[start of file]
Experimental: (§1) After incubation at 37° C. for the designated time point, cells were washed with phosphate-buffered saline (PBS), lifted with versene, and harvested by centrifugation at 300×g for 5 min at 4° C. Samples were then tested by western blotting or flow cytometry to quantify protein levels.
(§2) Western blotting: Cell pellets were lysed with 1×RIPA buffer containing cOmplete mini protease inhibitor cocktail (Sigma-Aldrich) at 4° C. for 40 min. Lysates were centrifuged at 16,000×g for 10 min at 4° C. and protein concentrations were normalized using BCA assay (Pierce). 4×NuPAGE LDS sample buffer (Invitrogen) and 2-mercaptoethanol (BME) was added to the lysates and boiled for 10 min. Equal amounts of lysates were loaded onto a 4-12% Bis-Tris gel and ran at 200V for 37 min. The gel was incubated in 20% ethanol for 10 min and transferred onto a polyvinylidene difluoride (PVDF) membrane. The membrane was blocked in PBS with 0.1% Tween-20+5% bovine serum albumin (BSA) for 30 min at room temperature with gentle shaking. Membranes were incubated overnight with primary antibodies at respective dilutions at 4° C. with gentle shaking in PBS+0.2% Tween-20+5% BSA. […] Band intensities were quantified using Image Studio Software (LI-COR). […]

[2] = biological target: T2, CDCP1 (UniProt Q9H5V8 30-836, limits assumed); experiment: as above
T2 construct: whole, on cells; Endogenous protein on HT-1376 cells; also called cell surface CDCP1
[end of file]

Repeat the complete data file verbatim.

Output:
Experimental: (§1) After incubation at 37° C. for the designated time point, cells were washed with phosphate-buffered saline (PBS), lifted with versene, and harvested by centrifugation at 300×g for 5 min at 4° C. Samples were then tested by western blotting or flow cytometry to quantify protein levels.
(§2) Western blotting: Cell pellets were lysed with 1×RIPA buffer containing cOmplete mini protease inhibitor cocktail (Sigma-Aldrich) at 4° C. for 40 min. Lysates were centrifuged at 16,000×g for 10 min at 4° C. and protein concentrations were normalized using BCA assay (Pierce). 4×NuPAGE LDS sample buffer (Invitrogen) and 2-mercaptoethanol (BME) was added to the lysates and boiled for 10 min. Equal amounts of lysates were loaded onto a 4-12% Bis-Tris gel and ran at 200V for 37 min. The gel was incubated in 20% ethanol for 10 min and transferred onto a polyvinylidene difluoride (PVDF) membrane. The membrane was blocked in PBS with 0.1% Tween-20+5% bovine serum albumin (BSA) for 30 min at room temperature with gentle shaking. Membranes were incubated overnight with primary antibodies at respective dilutions at 4° C. with gentle shaking in PBS+0.2% Tween-20+5% BSA. […] Band intensities were quantified using Image Studio Software (LI-COR). […]

[2] = biological target: T2, CDCP1 (UniProt Q9H5V8 30-836, limits assumed); experiment: as above
T2 construct: whole, on cells; Endogenous protein on HT-1376 cells; also called cell surface CDCP1